Serbia continues to grapple with the various legacies of the nineties, notably the collapse of Yugoslavia and the subsequent wars in Croatia, Bosnia-Herzegovina and, more recently, Kosovo, which declared its independence in 2008.

 Suggested Reading Conflict Background Analysis

GCCT members from Serbia

1) Jump

Jump was established with the aim of strengthening the skills of young people, whilst opening their minds and horizons, mainly in the town of Prijepolje, Serbia and elsewhere. Jump provides young people with an opportunity to get actively involved in developing their own community. Jump’s strategy is based upon upholding human rights, peacebuilding, environmental protection and increasing mobility. All Jump’s programs are developed on the principles, values and methodology of non formal education. Read more…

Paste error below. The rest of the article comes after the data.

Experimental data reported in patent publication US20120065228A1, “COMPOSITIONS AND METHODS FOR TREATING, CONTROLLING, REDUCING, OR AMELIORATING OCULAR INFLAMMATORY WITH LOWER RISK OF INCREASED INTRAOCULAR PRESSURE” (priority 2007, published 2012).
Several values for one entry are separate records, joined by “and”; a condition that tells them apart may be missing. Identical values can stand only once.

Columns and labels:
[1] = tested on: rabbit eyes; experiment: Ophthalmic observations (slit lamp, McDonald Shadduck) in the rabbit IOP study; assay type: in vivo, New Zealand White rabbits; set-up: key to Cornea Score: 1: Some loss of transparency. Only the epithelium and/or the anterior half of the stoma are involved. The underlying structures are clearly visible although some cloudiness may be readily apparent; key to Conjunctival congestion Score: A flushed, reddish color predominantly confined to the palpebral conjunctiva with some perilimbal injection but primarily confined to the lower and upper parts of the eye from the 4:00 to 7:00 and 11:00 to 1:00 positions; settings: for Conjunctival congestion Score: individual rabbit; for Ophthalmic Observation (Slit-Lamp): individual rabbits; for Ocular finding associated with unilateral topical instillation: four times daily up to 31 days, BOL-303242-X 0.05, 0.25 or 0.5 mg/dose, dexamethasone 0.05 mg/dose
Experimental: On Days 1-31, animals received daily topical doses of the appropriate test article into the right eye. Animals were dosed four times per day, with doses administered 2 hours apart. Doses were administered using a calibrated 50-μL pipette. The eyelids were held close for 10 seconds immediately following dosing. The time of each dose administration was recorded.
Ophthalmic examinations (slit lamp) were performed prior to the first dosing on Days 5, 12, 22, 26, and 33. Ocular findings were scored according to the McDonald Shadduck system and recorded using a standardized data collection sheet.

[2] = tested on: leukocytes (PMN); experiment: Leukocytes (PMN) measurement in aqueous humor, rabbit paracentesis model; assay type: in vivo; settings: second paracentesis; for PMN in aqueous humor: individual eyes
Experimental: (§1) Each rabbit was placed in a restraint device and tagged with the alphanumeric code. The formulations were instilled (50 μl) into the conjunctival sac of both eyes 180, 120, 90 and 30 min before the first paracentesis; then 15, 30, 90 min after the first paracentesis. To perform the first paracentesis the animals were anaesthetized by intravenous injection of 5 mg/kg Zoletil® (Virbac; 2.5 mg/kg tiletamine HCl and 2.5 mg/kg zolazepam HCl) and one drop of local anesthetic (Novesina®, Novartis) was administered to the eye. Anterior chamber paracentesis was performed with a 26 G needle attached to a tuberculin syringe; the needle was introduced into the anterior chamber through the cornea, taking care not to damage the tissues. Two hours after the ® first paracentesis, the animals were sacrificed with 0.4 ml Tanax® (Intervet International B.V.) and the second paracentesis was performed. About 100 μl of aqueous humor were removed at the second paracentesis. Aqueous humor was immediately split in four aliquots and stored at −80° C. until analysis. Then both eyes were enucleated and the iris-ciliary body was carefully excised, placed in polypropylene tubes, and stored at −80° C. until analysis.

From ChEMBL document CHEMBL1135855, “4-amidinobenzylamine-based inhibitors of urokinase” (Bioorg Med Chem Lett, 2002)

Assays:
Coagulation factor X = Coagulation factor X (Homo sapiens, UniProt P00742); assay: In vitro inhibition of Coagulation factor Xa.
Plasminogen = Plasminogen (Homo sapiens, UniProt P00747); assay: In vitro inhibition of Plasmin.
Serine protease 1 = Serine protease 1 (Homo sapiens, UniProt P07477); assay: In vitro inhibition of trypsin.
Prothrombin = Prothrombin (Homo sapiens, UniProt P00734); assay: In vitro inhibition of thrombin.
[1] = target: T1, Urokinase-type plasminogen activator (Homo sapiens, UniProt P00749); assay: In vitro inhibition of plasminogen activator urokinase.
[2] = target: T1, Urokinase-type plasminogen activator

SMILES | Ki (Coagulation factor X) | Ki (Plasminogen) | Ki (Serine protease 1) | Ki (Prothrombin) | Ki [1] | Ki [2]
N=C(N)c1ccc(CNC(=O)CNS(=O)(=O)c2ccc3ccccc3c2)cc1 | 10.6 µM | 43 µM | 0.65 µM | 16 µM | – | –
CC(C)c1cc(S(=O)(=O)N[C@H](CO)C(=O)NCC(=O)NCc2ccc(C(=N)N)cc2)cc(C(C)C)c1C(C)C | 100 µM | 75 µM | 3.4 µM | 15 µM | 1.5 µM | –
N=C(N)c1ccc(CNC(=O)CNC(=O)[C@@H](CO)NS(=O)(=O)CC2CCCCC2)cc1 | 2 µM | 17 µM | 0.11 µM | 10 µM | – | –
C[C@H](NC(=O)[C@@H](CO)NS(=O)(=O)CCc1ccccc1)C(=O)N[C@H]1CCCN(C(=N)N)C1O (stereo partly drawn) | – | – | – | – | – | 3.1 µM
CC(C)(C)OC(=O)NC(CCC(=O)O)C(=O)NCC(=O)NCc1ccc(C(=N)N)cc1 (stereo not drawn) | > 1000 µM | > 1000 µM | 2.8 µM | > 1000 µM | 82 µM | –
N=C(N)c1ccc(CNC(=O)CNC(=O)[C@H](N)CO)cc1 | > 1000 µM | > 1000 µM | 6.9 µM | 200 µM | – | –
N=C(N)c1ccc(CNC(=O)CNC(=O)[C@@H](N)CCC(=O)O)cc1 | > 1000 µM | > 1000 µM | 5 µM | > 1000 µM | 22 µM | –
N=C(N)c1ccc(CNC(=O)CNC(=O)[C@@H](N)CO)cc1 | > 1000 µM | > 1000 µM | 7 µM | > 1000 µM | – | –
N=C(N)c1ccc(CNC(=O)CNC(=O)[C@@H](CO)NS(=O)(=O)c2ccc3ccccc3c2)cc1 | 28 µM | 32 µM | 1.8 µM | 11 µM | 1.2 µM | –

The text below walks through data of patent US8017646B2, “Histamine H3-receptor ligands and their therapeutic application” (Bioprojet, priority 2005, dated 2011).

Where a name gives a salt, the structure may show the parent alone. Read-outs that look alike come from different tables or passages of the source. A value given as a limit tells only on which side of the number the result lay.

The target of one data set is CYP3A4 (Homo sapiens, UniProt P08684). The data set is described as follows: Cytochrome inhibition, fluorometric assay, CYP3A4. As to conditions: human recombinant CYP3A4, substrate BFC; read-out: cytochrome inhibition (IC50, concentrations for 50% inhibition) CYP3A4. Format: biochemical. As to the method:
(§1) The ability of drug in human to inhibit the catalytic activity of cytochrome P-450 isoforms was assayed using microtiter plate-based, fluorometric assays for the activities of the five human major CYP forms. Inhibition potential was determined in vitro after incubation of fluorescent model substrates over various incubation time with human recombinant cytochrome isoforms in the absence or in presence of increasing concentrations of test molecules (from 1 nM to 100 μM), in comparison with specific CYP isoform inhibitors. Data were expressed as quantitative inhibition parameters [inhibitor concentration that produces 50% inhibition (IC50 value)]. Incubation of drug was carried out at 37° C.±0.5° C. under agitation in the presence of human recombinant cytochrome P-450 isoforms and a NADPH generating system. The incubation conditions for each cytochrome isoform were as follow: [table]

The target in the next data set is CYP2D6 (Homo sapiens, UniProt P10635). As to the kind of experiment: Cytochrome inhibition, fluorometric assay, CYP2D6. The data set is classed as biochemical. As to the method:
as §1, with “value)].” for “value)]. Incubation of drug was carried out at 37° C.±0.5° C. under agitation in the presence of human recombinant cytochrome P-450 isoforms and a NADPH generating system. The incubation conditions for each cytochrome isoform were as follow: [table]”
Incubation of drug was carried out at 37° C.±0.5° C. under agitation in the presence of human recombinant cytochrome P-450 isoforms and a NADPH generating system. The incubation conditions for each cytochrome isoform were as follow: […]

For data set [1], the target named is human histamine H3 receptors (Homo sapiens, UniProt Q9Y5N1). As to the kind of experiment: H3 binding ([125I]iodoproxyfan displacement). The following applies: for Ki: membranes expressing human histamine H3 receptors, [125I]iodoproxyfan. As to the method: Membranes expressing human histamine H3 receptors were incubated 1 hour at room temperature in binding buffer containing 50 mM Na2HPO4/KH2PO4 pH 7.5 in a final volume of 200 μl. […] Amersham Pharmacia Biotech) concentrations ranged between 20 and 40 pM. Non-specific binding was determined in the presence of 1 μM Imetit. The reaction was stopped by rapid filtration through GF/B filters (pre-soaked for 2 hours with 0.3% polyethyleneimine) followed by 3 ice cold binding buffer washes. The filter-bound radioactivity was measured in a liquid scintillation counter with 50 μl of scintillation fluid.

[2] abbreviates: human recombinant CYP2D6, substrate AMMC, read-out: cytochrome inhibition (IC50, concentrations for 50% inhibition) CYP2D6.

2) Youth Dialogue Programme

The Youth Dialogue Program Serbia – Kosovo, has emerged from the initiative of young people from Serbia and Kosovo at the beginning of 2005, with the aim of reviving the interrupted cooperation between young Serbs and Albanians after the conflicts in 1999. As this is necessarily a lengthy process, investment in youth involvement is a decidedly constructive approach. Furthermore, the fact the founding initiative came from groups of young people, their first-hand knowledge of the problems facing young people can be readily applied in re-establishing mutual cooperation. Read more…


Scenes from Belgrade, Serbia, by Matt Lutton

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